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  • ID: I528886
  • Name: William Bennett KOUWENHOVEN , Am. Inventor
  • Sex: M
  • ALIA: Dr. William Bennett /Kouwenhoven/, Am. Inventor
  • Birth: 13 JAN 1886 in Brooklyn, Kings Co., Long Island, NY
  • Death: 10 NOV 1975 in Baltimore, Baltimore Co., MD
  • Note:
    William Bennett Kouwenhoven
    b. January 13, 1886, Brooklyn, NY, U.S.A.
    d. November 10, 1975, Baltimore, U.S.A
    from: the Institute of Electrical and Electronics Engineers, Inc. Webpage, Copyright 2008 IEEE, @http://www.geocities.com/neveyaakov/electro_science/kouwenhoven.html:

    William Bennett Kouwenhoven was a pioneer in understanding electricity and the heart. He was best known for his contributions to medicine. Dr. Kouwenhoven's major contribution to medical research was his development of nonsurgical methods of activating a heart that stops beating. His research in electric shock and his study of the effects of electricity on the heart led to development of the closed chest electrical defibrillator and the technique of external cardiac massage.
    William Bennett Kouwenhoven, a descendent of early Dutch settlers, was born on 13 January 1886 in Brooklyn, Kings Co., Long Island, NY. He received his engineering degrees (B.E. in 1906 and M.E. in 1907), both from the Polytechnic Institute of Brooklyn, and his doctoral degree in electrical engineering in 1913 from Karlsruhe Technische Hochscule in Baden, Germany.
    He joined the faculty of the Johns Hopkins University School of Engineering in 1914. The pipe-smoking, contemplative professor was a brilliant choice: Kouwenhoven and his medical colleagues tirelessly revolutionized cardiovascular resuscitation, all the while proving just how much a wildly disparate interdisciplinary team can do.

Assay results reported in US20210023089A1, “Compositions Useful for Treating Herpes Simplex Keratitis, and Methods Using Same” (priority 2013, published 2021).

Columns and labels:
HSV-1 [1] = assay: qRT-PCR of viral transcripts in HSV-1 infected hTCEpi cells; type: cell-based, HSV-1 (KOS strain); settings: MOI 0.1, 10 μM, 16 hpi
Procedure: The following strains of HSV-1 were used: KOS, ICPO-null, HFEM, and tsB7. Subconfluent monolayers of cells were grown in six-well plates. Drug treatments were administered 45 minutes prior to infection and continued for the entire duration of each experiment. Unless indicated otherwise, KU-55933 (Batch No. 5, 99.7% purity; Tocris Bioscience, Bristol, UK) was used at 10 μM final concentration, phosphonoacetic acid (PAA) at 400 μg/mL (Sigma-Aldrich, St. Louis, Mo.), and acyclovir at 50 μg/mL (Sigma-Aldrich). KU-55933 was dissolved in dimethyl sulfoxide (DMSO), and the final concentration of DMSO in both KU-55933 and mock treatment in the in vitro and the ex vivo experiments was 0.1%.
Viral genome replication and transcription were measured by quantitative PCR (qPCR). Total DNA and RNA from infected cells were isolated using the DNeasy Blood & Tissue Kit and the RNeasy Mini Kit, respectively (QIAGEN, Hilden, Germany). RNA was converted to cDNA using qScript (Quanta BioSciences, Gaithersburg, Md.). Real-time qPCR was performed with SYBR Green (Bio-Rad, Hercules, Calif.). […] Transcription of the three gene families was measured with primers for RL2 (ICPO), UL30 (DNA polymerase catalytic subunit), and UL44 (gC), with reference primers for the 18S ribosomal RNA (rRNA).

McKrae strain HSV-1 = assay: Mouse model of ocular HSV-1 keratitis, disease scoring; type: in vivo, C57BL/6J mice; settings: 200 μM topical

His engineer's experiments began with rats. Along with Hopkins neurologist Orthello Langworthy, M.D., Kouwenhoven observed the effects of DC and AC shocks on the heart. In humans, they noted that low-voltage shocks cause ventricular fibrillation (VF); higher-voltage shocks cause the lungs to shut down completely. By 1933, they had stumbled across an amazing finding: By administering still another surge of electricity, called a countershock, they were able to restore sinus rhythm and normal contraction, making a dog's fibrillating heart beat normally again - a process called defibrillation. Confirming the results of an all-but-forgotten paper that had appeared in an 1889 medical journal, Kouwenhoven's team stirred scientists elsewhere, including those at Case Western Reserve, who used the technique on patients who had slipped into VF during surgery. In 1947, Case Western's Claude Beck, a 1921 graduate of the School of Medicine, was the first to place electrodes directly on the heart of a patient suffering VF during surgery.
    At Hopkins, Kouwenhoven's studies inspired Division of Anesthesiology researchers James Elam and Peter Safir, who would go on in the 1940s to perfect the emergency mouth-to-mouth method of lung ventilation, crucial for oxygenating the blood when the heart stops. But it would take a well-rounded team of investigators, including Kouwenhoven, James Jude, M.D., a protege of cardiovascular surgeon Alfred Blalock, M.D., G. Guy Knickerbocker, a young engineer, and the cardiovascular physiologist William Milnor, M.D., to develop the life-jolting machine that eventually would save the lives of thousands of people.
    Kouwenhoven and Milnor began working on a closed-chest defibrillator in 1950, testing various electrical currents, pulses and electrodes to find the ideal combination that would jar the heart back to normal cadence. Chief of surgery Alfred Blalock was at first skeptical of the work, but he agreed to provide laboratory space and support services for Kouwenhoven's growing team. The investigators watched the effect of electrodes on opposite sides of the chest, noting that a brief AC current of 20 amperes would jolt the erratically beating heart back into rhythm. Then, another surgeon, Samuel Talbot, who was studying heart arrhythmias in dogs, asked the team to incorporate their defibrillator experiments with his research. To their surprise, Kouwenhoven and Milnor found that the current actually flowed best vertically instead of horizontally through a dog's heart, and they were able to reduce the intensity of the shock by 50 percent. After hundreds of laboratory tests, they developed a prototype machine to do the job on humans.